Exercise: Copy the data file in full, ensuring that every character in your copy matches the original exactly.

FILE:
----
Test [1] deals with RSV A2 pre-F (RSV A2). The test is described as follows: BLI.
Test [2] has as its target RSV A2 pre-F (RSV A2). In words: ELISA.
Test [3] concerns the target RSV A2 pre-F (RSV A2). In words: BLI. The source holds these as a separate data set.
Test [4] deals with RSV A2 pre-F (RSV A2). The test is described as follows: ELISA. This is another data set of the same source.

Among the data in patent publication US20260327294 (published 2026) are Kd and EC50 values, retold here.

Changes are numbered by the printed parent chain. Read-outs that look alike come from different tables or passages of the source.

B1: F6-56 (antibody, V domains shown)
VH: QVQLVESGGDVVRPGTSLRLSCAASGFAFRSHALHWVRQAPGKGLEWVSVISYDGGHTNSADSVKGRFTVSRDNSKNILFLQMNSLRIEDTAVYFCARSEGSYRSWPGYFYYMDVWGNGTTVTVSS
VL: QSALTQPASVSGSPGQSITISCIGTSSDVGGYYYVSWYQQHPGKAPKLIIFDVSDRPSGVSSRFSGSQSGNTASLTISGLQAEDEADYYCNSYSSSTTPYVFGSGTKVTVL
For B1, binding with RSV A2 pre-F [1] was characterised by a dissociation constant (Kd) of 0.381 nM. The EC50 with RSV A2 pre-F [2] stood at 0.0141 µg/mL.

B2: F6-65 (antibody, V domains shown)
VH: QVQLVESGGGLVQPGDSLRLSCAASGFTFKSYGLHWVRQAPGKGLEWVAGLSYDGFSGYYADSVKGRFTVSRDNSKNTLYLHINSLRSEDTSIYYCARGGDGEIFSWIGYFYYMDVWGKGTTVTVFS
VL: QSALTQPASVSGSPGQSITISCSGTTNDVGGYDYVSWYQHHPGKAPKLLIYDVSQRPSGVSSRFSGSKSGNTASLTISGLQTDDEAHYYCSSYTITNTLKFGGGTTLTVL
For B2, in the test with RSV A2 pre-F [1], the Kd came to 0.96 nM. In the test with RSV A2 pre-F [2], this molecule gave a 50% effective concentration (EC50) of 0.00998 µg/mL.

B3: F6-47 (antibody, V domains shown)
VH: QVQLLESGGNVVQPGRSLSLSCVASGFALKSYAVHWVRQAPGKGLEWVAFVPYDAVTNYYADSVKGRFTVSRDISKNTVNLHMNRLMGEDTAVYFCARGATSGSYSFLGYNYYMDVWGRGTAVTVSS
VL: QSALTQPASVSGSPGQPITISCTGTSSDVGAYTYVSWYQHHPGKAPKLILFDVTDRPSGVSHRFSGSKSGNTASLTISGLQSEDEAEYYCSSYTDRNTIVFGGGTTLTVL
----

Test [1] deals with RSV A2 pre-F (RSV A2). The test is described as follows: BLI.
Test [2] has as its target RSV A2 pre-F (RSV A2). In words: ELISA.
Test [3] concerns the target RSV A2 pre-F (RSV A2). In words: BLI. The source holds these as a separate data set.
Test [4] deals with RSV A2 pre-F (RSV A2). The test is described as follows: ELISA. This is another data set of the same source.

Among the data in patent publication US20260327294 (published 2026) are Kd and EC50 values, retold here.

Changes are numbered by the printed parent chain. Read-outs that look alike come from different tables or passages of the source.

B1: F6-56 (antibody, V domains shown)
VH: QVQLVESGGDVVRPGTSLRLSCAASGFAFRSHALHWVRQAPGKGLEWVSVISYDGGHTNSADSVKGRFTVSRDNSKNILFLQMNSLRIEDTAVYFCARSEGSYRSWPGYFYYMDVWGNGTTVTVSS
VL: QSALTQPASVSGSPGQSITISCIGTSSDVGGYYYVSWYQQHPGKAPKLIIFDVSDRPSGVSSRFSGSQSGNTASLTISGLQAEDEADYYCNSYSSSTTPYVFGSGTKVTVL
For B1, binding with RSV A2 pre-F [1] was characterised by a dissociation constant (Kd) of 0.381 nM. The EC50 with RSV A2 pre-F [2] stood at 0.0141 µg/mL.

B2: F6-65 (antibody, V domains shown)
VH: QVQLVESGGGLVQPGDSLRLSCAASGFTFKSYGLHWVRQAPGKGLEWVAGLSYDGFSGYYADSVKGRFTVSRDNSKNTLYLHINSLRSEDTSIYYCARGGDGEIFSWIGYFYYMDVWGKGTTVTVFS
VL: QSALTQPASVSGSPGQSITISCSGTTNDVGGYDYVSWYQHHPGKAPKLLIYDVSQRPSGVSSRFSGSKSGNTASLTISGLQTDDEAHYYCSSYTITNTLKFGGGTTLTVL
For B2, in the test with RSV A2 pre-F [1], the Kd came to 0.96 nM. In the test with RSV A2 pre-F [2], this molecule gave a 50% effective concentration (EC50) of 0.00998 µg/mL.

B3: F6-47 (antibody, V domains shown)
VH: QVQLLESGGNVVQPGRSLSLSCVASGFALKSYAVHWVRQAPGKGLEWVAFVPYDAVTNYYADSVKGRFTVSRDISKNTVNLHMNRLMGEDTAVYFCARGATSGSYSFLGYNYYMDVWGRGTAVTVSS
VL: QSALTQPASVSGSPGQPITISCTGTSSDVGAYTYVSWYQHHPGKAPKLILFDVTDRPSGVSHRFSGSKSGNTASLTISGLQSEDEAEYYCSSYTDRNTIVFGGGTTLTVL